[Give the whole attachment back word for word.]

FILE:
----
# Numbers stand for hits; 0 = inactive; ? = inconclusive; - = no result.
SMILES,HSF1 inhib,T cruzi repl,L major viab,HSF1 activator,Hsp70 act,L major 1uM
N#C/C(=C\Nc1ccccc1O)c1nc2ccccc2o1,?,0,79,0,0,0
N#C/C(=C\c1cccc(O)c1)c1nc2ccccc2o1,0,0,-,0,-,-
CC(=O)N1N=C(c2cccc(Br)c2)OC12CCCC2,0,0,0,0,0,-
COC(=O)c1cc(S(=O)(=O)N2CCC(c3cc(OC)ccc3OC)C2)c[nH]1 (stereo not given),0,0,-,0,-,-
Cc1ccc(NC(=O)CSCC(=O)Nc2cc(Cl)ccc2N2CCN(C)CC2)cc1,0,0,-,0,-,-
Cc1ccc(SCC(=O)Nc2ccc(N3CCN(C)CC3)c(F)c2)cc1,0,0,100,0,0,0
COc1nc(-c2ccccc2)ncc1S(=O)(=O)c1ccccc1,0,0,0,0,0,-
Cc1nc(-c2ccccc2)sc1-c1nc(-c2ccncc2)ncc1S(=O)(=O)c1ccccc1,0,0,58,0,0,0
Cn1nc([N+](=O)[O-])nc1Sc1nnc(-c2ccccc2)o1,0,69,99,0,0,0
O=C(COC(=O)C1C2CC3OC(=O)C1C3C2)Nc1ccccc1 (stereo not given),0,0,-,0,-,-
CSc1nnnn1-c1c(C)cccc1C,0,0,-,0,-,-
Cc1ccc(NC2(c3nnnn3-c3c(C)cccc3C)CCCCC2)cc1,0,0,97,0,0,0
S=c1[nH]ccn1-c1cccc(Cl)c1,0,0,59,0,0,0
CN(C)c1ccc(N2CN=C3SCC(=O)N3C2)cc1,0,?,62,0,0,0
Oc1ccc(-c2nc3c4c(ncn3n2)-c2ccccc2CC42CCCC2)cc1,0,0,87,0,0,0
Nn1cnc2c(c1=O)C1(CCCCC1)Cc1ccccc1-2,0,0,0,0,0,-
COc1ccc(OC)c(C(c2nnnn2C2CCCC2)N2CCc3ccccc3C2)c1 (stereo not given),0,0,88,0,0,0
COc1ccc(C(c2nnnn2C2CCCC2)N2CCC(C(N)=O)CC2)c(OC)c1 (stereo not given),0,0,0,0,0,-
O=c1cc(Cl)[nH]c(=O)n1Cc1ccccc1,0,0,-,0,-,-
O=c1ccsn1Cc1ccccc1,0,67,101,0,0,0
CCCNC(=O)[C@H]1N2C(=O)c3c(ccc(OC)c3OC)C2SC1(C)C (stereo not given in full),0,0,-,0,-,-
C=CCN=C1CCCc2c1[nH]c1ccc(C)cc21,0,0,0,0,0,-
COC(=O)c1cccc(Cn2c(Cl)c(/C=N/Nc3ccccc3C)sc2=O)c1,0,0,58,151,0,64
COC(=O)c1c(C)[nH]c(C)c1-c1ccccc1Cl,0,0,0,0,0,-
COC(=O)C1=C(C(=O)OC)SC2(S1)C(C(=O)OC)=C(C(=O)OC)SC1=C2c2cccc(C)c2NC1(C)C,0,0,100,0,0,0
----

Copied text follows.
# Numbers stand for hits; 0 = inactive; ? = inconclusive; - = no result.
SMILES,HSF1 inhib,T cruzi repl,L major viab,HSF1 activator,Hsp70 act,L major 1uM
N#C/C(=C\Nc1ccccc1O)c1nc2ccccc2o1,?,0,79,0,0,0
N#C/C(=C\c1cccc(O)c1)c1nc2ccccc2o1,0,0,-,0,-,-
CC(=O)N1N=C(c2cccc(Br)c2)OC12CCCC2,0,0,0,0,0,-
COC(=O)c1cc(S(=O)(=O)N2CCC(c3cc(OC)ccc3OC)C2)c[nH]1 (stereo not given),0,0,-,0,-,-
Cc1ccc(NC(=O)CSCC(=O)Nc2cc(Cl)ccc2N2CCN(C)CC2)cc1,0,0,-,0,-,-
Cc1ccc(SCC(=O)Nc2ccc(N3CCN(C)CC3)c(F)c2)cc1,0,0,100,0,0,0
COc1nc(-c2ccccc2)ncc1S(=O)(=O)c1ccccc1,0,0,0,0,0,-
Cc1nc(-c2ccccc2)sc1-c1nc(-c2ccncc2)ncc1S(=O)(=O)c1ccccc1,0,0,58,0,0,0
Cn1nc([N+](=O)[O-])nc1Sc1nnc(-c2ccccc2)o1,0,69,99,0,0,0
O=C(COC(=O)C1C2CC3OC(=O)C1C3C2)Nc1ccccc1 (stereo not given),0,0,-,0,-,-
CSc1nnnn1-c1c(C)cccc1C,0,0,-,0,-,-
Cc1ccc(NC2(c3nnnn3-c3c(C)cccc3C)CCCCC2)cc1,0,0,97,0,0,0
S=c1[nH]ccn1-c1cccc(Cl)c1,0,0,59,0,0,0
CN(C)c1ccc(N2CN=C3SCC(=O)N3C2)cc1,0,?,62,0,0,0
Oc1ccc(-c2nc3c4c(ncn3n2)-c2ccccc2CC42CCCC2)cc1,0,0,87,0,0,0
Nn1cnc2c(c1=O)C1(CCCCC1)Cc1ccccc1-2,0,0,0,0,0,-
COc1ccc(OC)c(C(c2nnnn2C2CCCC2)N2CCc3ccccc3C2)c1 (stereo not given),0,0,88,0,0,0
COc1ccc(C(c2nnnn2C2CCCC2)N2CCC(C(N)=O)CC2)c(OC)c1 (stereo not given),0,0,0,0,0,-
O=c1cc(Cl)[nH]c(=O)n1Cc1ccccc1,0,0,-,0,-,-
O=c1ccsn1Cc1ccccc1,0,67,101,0,0,0
CCCNC(=O)[C@H]1N2C(=O)c3c(ccc(OC)c3OC)C2SC1(C)C (stereo not given in full),0,0,-,0,-,-
C=CCN=C1CCCc2c1[nH]c1ccc(C)cc21,0,0,0,0,0,-
COC(=O)c1cccc(Cn2c(Cl)c(/C=N/Nc3ccccc3C)sc2=O)c1,0,0,58,151,0,64
COC(=O)c1c(C)[nH]c(C)c1-c1ccccc1Cl,0,0,0,0,0,-
COC(=O)C1=C(C(=O)OC)SC2(S1)C(C(=O)OC)=C(C(=O)OC)SC1=C2c2cccc(C)c2NC1(C)C,0,0,100,0,0,0